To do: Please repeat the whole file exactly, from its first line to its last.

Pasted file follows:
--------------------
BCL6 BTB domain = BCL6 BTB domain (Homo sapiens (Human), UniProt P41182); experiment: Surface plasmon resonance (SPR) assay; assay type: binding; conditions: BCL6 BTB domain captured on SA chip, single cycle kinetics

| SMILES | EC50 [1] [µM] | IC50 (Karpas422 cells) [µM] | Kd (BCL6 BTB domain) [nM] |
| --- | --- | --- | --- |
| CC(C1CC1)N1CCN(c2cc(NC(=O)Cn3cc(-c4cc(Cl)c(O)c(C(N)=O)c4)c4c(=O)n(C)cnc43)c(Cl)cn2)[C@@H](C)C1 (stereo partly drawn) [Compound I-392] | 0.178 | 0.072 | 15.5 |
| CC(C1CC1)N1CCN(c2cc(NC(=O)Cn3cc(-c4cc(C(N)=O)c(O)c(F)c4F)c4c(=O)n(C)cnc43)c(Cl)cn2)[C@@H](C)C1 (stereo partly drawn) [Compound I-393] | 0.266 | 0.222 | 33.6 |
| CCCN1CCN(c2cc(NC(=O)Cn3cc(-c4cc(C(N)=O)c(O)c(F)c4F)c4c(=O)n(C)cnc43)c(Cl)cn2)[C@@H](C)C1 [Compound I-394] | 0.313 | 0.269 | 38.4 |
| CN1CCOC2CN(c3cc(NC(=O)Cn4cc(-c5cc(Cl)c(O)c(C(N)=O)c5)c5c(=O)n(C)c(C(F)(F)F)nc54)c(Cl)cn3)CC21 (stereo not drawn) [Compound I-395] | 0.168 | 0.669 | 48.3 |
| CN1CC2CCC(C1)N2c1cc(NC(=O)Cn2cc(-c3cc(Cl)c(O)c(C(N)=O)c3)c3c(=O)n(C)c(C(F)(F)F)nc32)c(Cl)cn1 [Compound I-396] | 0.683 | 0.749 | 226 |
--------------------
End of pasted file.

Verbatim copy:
BCL6 BTB domain = BCL6 BTB domain (Homo sapiens (Human), UniProt P41182); experiment: Surface plasmon resonance (SPR) assay; assay type: binding; conditions: BCL6 BTB domain captured on SA chip, single cycle kinetics

| SMILES | EC50 [1] [µM] | IC50 (Karpas422 cells) [µM] | Kd (BCL6 BTB domain) [nM] |
| --- | --- | --- | --- |
| CC(C1CC1)N1CCN(c2cc(NC(=O)Cn3cc(-c4cc(Cl)c(O)c(C(N)=O)c4)c4c(=O)n(C)cnc43)c(Cl)cn2)[C@@H](C)C1 (stereo partly drawn) [Compound I-392] | 0.178 | 0.072 | 15.5 |
| CC(C1CC1)N1CCN(c2cc(NC(=O)Cn3cc(-c4cc(C(N)=O)c(O)c(F)c4F)c4c(=O)n(C)cnc43)c(Cl)cn2)[C@@H](C)C1 (stereo partly drawn) [Compound I-393] | 0.266 | 0.222 | 33.6 |
| CCCN1CCN(c2cc(NC(=O)Cn3cc(-c4cc(C(N)=O)c(O)c(F)c4F)c4c(=O)n(C)cnc43)c(Cl)cn2)[C@@H](C)C1 [Compound I-394] | 0.313 | 0.269 | 38.4 |
| CN1CCOC2CN(c3cc(NC(=O)Cn4cc(-c5cc(Cl)c(O)c(C(N)=O)c5)c5c(=O)n(C)c(C(F)(F)F)nc54)c(Cl)cn3)CC21 (stereo not drawn) [Compound I-395] | 0.168 | 0.669 | 48.3 |
| CN1CC2CCC(C1)N2c1cc(NC(=O)Cn2cc(-c3cc(Cl)c(O)c(C(N)=O)c3)c3c(=O)n(C)c(C(F)(F)F)nc32)c(Cl)cn1 [Compound I-396] | 0.683 | 0.749 | 226 |